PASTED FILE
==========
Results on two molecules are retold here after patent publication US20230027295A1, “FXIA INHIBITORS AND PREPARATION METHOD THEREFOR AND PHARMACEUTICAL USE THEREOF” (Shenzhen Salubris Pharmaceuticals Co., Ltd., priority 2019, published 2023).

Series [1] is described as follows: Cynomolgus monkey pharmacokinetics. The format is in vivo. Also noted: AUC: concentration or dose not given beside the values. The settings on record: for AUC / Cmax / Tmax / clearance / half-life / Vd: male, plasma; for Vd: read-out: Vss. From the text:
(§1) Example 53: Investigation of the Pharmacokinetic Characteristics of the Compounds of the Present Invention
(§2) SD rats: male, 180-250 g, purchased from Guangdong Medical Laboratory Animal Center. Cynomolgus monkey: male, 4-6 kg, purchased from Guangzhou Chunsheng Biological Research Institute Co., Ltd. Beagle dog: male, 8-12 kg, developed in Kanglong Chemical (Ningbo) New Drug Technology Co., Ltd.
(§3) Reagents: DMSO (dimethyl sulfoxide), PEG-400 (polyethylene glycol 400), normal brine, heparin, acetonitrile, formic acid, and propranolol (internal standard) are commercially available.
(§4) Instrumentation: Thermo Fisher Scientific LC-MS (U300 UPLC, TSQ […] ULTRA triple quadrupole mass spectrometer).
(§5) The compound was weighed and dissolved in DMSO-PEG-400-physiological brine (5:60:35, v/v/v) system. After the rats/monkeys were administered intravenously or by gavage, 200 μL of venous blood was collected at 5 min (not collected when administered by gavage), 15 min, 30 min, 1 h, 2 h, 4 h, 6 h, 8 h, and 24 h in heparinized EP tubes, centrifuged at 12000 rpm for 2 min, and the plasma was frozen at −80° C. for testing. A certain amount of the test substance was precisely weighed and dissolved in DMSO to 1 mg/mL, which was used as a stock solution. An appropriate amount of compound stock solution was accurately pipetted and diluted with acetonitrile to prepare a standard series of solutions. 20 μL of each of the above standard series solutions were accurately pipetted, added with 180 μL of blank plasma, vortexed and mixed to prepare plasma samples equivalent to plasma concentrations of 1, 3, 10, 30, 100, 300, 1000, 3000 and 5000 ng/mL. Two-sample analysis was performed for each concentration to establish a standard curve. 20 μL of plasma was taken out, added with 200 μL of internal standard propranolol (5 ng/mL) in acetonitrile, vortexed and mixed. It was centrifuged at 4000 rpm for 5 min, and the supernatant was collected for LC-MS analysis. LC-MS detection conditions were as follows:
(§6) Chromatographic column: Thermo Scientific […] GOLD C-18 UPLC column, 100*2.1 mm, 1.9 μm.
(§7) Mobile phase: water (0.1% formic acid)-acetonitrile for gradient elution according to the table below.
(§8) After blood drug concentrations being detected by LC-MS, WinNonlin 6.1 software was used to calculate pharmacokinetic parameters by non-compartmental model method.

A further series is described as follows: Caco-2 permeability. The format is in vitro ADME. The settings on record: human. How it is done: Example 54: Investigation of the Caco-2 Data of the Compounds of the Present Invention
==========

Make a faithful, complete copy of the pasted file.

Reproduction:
Results on two molecules are retold here after patent publication US20230027295A1, “FXIA INHIBITORS AND PREPARATION METHOD THEREFOR AND PHARMACEUTICAL USE THEREOF” (Shenzhen Salubris Pharmaceuticals Co., Ltd., priority 2019, published 2023).

Series [1] is described as follows: Cynomolgus monkey pharmacokinetics. The format is in vivo. Also noted: AUC: concentration or dose not given beside the values. The settings on record: for AUC / Cmax / Tmax / clearance / half-life / Vd: male, plasma; for Vd: read-out: Vss. From the text:
(§1) Example 53: Investigation of the Pharmacokinetic Characteristics of the Compounds of the Present Invention
(§2) SD rats: male, 180-250 g, purchased from Guangdong Medical Laboratory Animal Center. Cynomolgus monkey: male, 4-6 kg, purchased from Guangzhou Chunsheng Biological Research Institute Co., Ltd. Beagle dog: male, 8-12 kg, developed in Kanglong Chemical (Ningbo) New Drug Technology Co., Ltd.
(§3) Reagents: DMSO (dimethyl sulfoxide), PEG-400 (polyethylene glycol 400), normal brine, heparin, acetonitrile, formic acid, and propranolol (internal standard) are commercially available.
(§4) Instrumentation: Thermo Fisher Scientific LC-MS (U300 UPLC, TSQ […] ULTRA triple quadrupole mass spectrometer).
(§5) The compound was weighed and dissolved in DMSO-PEG-400-physiological brine (5:60:35, v/v/v) system. After the rats/monkeys were administered intravenously or by gavage, 200 μL of venous blood was collected at 5 min (not collected when administered by gavage), 15 min, 30 min, 1 h, 2 h, 4 h, 6 h, 8 h, and 24 h in heparinized EP tubes, centrifuged at 12000 rpm for 2 min, and the plasma was frozen at −80° C. for testing. A certain amount of the test substance was precisely weighed and dissolved in DMSO to 1 mg/mL, which was used as a stock solution. An appropriate amount of compound stock solution was accurately pipetted and diluted with acetonitrile to prepare a standard series of solutions. 20 μL of each of the above standard series solutions were accurately pipetted, added with 180 μL of blank plasma, vortexed and mixed to prepare plasma samples equivalent to plasma concentrations of 1, 3, 10, 30, 100, 300, 1000, 3000 and 5000 ng/mL. Two-sample analysis was performed for each concentration to establish a standard curve. 20 μL of plasma was taken out, added with 200 μL of internal standard propranolol (5 ng/mL) in acetonitrile, vortexed and mixed. It was centrifuged at 4000 rpm for 5 min, and the supernatant was collected for LC-MS analysis. LC-MS detection conditions were as follows:
(§6) Chromatographic column: Thermo Scientific […] GOLD C-18 UPLC column, 100*2.1 mm, 1.9 μm.
(§7) Mobile phase: water (0.1% formic acid)-acetonitrile for gradient elution according to the table below.
(§8) After blood drug concentrations being detected by LC-MS, WinNonlin 6.1 software was used to calculate pharmacokinetic parameters by non-compartmental model method.

A further series is described as follows: Caco-2 permeability. The format is in vitro ADME. The settings on record: human. How it is done: Example 54: Investigation of the Caco-2 Data of the Compounds of the Present Invention